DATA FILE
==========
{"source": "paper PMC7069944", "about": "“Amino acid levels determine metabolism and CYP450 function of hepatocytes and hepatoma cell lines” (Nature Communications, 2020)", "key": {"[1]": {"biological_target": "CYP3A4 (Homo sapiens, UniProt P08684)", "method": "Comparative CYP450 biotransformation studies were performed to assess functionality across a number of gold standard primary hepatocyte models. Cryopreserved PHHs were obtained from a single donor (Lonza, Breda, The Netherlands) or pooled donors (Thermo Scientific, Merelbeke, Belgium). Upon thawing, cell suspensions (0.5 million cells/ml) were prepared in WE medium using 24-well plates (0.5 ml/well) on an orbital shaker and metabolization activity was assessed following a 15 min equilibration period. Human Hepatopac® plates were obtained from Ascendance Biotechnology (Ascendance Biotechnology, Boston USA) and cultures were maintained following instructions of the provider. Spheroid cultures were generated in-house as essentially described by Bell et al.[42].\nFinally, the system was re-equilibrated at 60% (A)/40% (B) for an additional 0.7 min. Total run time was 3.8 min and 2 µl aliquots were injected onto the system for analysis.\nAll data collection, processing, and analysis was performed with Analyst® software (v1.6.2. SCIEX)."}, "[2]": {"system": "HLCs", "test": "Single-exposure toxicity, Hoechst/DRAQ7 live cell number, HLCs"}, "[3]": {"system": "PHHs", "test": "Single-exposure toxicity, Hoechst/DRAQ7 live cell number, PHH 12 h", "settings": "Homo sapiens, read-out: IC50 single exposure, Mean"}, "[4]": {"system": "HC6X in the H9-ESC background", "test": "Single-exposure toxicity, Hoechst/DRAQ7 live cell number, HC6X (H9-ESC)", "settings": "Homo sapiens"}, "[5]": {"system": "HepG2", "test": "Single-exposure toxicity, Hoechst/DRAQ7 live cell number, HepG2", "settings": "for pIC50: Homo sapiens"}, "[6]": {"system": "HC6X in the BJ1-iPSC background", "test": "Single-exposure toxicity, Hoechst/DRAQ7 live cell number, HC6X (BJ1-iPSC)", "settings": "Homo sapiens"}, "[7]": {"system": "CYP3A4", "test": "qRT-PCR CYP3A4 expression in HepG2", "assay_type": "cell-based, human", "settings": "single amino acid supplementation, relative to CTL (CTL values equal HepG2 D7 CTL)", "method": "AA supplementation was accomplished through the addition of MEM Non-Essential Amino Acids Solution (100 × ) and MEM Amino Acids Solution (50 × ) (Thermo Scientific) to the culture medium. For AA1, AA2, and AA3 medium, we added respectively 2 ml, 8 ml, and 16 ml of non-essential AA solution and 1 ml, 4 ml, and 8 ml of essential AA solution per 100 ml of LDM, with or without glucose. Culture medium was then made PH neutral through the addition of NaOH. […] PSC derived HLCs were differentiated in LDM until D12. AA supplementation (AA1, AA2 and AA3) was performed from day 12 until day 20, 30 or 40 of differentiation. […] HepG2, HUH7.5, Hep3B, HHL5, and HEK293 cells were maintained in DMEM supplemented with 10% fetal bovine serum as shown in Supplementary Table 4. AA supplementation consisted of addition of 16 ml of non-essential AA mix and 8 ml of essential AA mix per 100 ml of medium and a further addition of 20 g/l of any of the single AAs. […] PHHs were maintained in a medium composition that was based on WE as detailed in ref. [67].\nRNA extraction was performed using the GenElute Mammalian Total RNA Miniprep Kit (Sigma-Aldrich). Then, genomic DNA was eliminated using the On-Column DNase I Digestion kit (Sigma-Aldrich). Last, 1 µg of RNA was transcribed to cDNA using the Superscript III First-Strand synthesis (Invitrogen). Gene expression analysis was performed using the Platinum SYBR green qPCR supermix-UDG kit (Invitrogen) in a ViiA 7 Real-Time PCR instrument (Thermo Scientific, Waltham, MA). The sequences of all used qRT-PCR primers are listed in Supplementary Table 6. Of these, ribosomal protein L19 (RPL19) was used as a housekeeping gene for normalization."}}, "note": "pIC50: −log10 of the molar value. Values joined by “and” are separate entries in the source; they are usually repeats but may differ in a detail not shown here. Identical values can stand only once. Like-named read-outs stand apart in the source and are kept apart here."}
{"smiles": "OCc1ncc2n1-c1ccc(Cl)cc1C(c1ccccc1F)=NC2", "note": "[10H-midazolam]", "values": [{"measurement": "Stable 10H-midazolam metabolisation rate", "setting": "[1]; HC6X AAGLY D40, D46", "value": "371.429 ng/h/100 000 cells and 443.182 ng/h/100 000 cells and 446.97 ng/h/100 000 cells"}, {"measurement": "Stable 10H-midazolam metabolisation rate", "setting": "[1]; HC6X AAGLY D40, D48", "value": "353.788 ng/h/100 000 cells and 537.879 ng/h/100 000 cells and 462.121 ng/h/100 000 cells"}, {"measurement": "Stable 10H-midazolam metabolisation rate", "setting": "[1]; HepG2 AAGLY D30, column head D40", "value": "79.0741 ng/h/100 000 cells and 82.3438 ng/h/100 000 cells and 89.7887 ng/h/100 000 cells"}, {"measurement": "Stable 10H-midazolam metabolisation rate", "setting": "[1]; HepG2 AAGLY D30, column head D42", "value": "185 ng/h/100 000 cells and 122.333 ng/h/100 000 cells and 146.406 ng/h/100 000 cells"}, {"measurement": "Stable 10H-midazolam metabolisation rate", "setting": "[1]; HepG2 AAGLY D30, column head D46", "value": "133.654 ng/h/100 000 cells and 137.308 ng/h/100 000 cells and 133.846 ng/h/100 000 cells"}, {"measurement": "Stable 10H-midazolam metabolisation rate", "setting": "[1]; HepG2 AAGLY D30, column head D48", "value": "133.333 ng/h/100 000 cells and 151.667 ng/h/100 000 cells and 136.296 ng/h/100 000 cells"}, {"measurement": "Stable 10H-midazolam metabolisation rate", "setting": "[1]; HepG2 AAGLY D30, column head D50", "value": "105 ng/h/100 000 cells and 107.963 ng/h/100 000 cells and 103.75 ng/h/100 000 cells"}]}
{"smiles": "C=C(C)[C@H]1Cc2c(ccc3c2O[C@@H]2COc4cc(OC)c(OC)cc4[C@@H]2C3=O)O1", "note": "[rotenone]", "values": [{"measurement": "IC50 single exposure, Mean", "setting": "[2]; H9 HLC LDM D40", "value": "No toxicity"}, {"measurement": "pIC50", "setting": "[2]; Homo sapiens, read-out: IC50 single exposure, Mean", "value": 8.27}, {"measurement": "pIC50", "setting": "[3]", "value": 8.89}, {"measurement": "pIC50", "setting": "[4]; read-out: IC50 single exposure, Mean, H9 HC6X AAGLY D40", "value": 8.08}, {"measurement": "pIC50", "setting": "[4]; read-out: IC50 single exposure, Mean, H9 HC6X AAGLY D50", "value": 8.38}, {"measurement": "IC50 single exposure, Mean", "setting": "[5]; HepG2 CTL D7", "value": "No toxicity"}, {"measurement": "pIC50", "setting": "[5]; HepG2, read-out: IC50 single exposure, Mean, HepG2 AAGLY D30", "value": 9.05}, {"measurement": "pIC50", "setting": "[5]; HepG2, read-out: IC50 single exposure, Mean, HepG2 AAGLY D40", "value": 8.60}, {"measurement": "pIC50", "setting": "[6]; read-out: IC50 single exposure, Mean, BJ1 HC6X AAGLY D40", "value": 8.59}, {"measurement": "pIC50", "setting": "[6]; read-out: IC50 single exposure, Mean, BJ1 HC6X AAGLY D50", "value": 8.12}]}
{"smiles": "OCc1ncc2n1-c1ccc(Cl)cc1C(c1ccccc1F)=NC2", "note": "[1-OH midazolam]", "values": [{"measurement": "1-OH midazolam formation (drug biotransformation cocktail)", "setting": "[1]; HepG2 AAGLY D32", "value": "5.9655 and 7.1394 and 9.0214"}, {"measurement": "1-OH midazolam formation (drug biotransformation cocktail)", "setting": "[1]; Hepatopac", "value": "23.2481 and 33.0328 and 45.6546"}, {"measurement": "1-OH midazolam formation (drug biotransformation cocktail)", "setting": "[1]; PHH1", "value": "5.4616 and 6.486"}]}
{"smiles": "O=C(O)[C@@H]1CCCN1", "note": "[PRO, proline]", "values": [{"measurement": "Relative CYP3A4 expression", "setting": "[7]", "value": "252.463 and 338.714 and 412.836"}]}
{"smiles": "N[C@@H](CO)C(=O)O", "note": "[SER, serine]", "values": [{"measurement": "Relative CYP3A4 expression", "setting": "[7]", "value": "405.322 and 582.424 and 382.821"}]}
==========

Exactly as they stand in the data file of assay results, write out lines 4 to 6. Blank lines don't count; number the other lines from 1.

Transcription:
{"smiles": "OCc1ncc2n1-c1ccc(Cl)cc1C(c1ccccc1F)=NC2", "note": "[1-OH midazolam]", "values": [{"measurement": "1-OH midazolam formation (drug biotransformation cocktail)", "setting": "[1]; HepG2 AAGLY D32", "value": "5.9655 and 7.1394 and 9.0214"}, {"measurement": "1-OH midazolam formation (drug biotransformation cocktail)", "setting": "[1]; Hepatopac", "value": "23.2481 and 33.0328 and 45.6546"}, {"measurement": "1-OH midazolam formation (drug biotransformation cocktail)", "setting": "[1]; PHH1", "value": "5.4616 and 6.486"}]}
{"smiles": "O=C(O)[C@@H]1CCCN1", "note": "[PRO, proline]", "values": [{"measurement": "Relative CYP3A4 expression", "setting": "[7]", "value": "252.463 and 338.714 and 412.836"}]}
{"smiles": "N[C@@H](CO)C(=O)O", "note": "[SER, serine]", "values": [{"measurement": "Relative CYP3A4 expression", "setting": "[7]", "value": "405.322 and 582.424 and 382.821"}]}